The Navy SEALs are one group that’s still lagging when it is necessary to equal opportunities, but one woman has put herself in a position to change that.
The unidentified enlistee be the first time that female to step forward and apply to join the Navy’s elite special runnings force, CNN reported. She’s joined by another woman, likewise unidentified, who’s hoping to ground with another spec ops force-out: the Navy’s Special Warfare Combatant-Craft Crewmen( SWCC ).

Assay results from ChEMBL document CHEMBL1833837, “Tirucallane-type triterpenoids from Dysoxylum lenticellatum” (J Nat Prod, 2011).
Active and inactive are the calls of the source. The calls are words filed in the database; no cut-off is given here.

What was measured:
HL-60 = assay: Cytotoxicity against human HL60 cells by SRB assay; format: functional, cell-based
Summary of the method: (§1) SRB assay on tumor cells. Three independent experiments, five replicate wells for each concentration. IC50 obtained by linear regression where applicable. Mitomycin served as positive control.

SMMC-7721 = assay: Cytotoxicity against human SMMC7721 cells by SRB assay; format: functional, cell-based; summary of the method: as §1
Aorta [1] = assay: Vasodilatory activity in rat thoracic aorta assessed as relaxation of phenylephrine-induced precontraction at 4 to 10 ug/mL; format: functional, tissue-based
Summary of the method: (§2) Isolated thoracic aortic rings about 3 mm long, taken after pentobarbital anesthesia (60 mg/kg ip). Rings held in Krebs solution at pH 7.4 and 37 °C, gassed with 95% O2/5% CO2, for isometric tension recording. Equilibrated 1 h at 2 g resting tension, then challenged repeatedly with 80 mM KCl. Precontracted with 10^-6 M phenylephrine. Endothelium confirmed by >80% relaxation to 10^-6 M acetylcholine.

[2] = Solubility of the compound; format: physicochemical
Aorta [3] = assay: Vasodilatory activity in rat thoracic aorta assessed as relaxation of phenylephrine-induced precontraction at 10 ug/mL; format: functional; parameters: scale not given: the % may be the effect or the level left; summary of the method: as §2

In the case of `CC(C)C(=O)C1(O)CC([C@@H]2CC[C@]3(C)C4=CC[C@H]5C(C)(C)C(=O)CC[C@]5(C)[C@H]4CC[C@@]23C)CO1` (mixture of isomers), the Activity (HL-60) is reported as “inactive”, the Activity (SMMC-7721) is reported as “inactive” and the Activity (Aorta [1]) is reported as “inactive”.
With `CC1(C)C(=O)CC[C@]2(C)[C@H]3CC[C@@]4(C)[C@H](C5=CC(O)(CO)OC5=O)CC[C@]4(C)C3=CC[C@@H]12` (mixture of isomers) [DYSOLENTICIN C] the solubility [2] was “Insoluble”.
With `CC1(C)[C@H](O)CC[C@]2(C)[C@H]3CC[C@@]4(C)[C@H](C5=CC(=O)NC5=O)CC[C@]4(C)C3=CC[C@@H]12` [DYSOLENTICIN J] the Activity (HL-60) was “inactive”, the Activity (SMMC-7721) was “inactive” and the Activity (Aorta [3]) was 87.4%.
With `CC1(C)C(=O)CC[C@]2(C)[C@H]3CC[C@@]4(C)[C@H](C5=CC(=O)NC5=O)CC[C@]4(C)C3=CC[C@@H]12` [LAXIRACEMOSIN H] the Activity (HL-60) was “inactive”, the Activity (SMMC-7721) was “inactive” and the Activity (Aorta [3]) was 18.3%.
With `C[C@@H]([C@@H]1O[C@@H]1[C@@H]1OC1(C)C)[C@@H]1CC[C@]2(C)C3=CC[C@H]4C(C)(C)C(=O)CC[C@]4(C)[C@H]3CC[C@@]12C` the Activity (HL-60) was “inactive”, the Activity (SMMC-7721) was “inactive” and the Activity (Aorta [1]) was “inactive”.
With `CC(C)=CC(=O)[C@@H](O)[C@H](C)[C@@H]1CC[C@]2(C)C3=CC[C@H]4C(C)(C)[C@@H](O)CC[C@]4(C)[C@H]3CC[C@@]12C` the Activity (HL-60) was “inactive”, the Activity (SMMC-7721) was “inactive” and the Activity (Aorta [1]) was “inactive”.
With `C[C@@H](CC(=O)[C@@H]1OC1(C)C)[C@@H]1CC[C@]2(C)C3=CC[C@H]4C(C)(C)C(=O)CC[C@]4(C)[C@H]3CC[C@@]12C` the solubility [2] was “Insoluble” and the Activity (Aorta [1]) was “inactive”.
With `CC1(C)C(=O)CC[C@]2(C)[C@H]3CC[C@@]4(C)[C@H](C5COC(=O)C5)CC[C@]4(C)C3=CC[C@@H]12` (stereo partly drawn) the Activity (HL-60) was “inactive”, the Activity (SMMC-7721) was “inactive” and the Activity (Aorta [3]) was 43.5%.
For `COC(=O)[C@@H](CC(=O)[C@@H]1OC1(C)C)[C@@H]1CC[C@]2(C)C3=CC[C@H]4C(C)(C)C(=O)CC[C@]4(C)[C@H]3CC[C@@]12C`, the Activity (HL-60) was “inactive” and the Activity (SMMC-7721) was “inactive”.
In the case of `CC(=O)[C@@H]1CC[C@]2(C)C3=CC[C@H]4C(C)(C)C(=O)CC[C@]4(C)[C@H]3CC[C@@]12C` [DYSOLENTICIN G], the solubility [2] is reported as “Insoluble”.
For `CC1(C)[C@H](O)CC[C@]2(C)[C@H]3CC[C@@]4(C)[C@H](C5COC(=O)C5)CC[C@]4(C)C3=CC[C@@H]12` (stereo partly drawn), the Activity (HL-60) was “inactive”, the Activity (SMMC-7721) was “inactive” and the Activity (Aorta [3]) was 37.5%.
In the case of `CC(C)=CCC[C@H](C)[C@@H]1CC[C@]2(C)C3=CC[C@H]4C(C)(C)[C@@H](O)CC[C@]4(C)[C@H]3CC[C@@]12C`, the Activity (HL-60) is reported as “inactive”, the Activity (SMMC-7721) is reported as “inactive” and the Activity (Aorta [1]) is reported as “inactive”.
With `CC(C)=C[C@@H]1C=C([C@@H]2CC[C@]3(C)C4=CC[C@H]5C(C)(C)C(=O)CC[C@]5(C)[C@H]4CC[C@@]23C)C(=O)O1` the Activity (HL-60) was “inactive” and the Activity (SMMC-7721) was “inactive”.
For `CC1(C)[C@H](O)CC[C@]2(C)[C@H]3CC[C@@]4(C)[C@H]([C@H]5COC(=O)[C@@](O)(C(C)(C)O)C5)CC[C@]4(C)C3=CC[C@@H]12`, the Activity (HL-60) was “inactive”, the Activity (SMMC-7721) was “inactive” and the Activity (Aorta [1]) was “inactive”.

Their identities are confidential to protect their hoped-for future jobs as special operators, a spokesman told CNN.
Women weren’t allowed to serve in combat roles for the U.S. military until early 2016, but none had asked for these special functioning roles in the year-and-a-half since then.
Though the two women haven’t officially landed the jobs yet they face the same challenging, months-long regimen as male cadets but the fact that they’re qualifying with the SEALs this summer is notable on its own.
As CNN pointed out, 73 percentage of aspiring SEALs don’t make it through training, which is designed to filter out the “weak.” Of about 1,000 candidates who start teaching each year, 200 to 250 make it all the way through.
It feels like these women could make the cut.